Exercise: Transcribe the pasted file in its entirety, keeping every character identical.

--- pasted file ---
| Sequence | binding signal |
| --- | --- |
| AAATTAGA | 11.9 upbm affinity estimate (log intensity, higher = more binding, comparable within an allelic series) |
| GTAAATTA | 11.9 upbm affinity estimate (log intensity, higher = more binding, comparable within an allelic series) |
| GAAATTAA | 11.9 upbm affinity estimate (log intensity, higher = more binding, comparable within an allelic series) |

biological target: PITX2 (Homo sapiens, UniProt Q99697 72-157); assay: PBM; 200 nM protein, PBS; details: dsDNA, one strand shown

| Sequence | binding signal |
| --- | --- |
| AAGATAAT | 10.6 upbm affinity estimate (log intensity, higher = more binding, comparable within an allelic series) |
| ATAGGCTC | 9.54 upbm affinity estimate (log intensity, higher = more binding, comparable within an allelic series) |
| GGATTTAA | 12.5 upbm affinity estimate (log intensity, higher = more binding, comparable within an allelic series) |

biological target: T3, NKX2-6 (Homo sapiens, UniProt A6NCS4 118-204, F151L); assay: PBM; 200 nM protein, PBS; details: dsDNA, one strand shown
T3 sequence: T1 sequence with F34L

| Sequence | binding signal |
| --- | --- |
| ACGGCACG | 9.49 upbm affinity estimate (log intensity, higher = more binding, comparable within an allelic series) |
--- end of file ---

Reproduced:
| Sequence | binding signal |
| --- | --- |
| AAATTAGA | 11.9 upbm affinity estimate (log intensity, higher = more binding, comparable within an allelic series) |
| GTAAATTA | 11.9 upbm affinity estimate (log intensity, higher = more binding, comparable within an allelic series) |
| GAAATTAA | 11.9 upbm affinity estimate (log intensity, higher = more binding, comparable within an allelic series) |

biological target: PITX2 (Homo sapiens, UniProt Q99697 72-157); assay: PBM; 200 nM protein, PBS; details: dsDNA, one strand shown

| Sequence | binding signal |
| --- | --- |
| AAGATAAT | 10.6 upbm affinity estimate (log intensity, higher = more binding, comparable within an allelic series) |
| ATAGGCTC | 9.54 upbm affinity estimate (log intensity, higher = more binding, comparable within an allelic series) |
| GGATTTAA | 12.5 upbm affinity estimate (log intensity, higher = more binding, comparable within an allelic series) |

biological target: T3, NKX2-6 (Homo sapiens, UniProt A6NCS4 118-204, F151L); assay: PBM; 200 nM protein, PBS; details: dsDNA, one strand shown
T3 sequence: T1 sequence with F34L

| Sequence | binding signal |
| --- | --- |
| ACGGCACG | 9.49 upbm affinity estimate (log intensity, higher = more binding, comparable within an allelic series) |